The school may seek advice from them if you and your family already have a social worker. They would advise on wider family arrangements and issues which may affect your child’s ability to learn. Social Workers would not become involved without your knowledge or consent.
Connexions is an advice and guidance service for all young people age 13-19 and up to aged 25 for those with additional needs.
Young people can get information and any support they need from a Personal Adviser on a whole range of issues. For example, careers, education, employment and training, leisure, finance or housing. Connexions support all young people, so that they can make the most of their abilities and make a successful move into adulthood.
Your child’s secondary school will have a Connexions personal adviser attached to it. Connexions also have advisers attached to special schools.
If your child has a statement, the Year 9 annual review and transition planning must involve the Connexions personal adviser. Annual Reviews and Transitions are discussed in more detail in Section 7.
Other non-LA services
These services are provided by Health
School Doctors or Community Paediatricians
School Doctors or community paediatricians are specialists in children and can advise the school about your child’s health or medical needs
They are qualified nurses with extra training in child health and can also advise the school about health and medical needs
Children’s Community and Specialist Nurses
They work with children, young people, their families and carers to meet the needs of children with complex medical needs. They assist the child in returning to school wherever possible and offer advice, information and assessment of the school environment.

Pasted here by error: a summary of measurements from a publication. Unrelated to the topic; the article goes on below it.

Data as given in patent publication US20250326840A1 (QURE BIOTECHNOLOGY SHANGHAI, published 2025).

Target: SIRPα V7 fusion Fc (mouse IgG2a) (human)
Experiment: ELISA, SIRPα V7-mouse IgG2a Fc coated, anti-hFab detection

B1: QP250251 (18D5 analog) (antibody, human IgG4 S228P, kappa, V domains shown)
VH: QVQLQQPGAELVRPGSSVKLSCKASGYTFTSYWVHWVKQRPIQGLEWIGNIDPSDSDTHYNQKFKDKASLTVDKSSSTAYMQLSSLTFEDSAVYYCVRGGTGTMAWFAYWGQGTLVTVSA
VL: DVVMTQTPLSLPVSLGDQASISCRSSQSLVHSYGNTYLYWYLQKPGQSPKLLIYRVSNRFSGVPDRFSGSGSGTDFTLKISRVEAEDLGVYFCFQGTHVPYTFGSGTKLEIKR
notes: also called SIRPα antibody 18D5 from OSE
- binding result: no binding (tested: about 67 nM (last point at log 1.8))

Speech and Language Therapists
If your child is having problems speaking or communicating with other people, the school may seek advice from a speech and language therapist. They are trained in providing assessment and support with speech and communication development in children.
Physiotherapists are trained to assess your child’s mobility and physical development. This might include things like co-ordination, ability to sit, stand and walk. They can advise the school on how best to help your child develop, how best to keep your child as mobile as possible and on any appropriate specialist equipment your child might need. A physiotherapist can work with you and the school to deliver a programme to help your child’s mobility.
Occupational Therapists are trained to help your child be as independent as possible, advising on equipment if necessary.
Clinical Psychologists work with children and young people who have emotional, behavioural or social difficulties. These might include difficulties with sleep, aggression, bereavement or anxiety.
Dieticians help promote healthy eating and advise on special diets for medical conditions.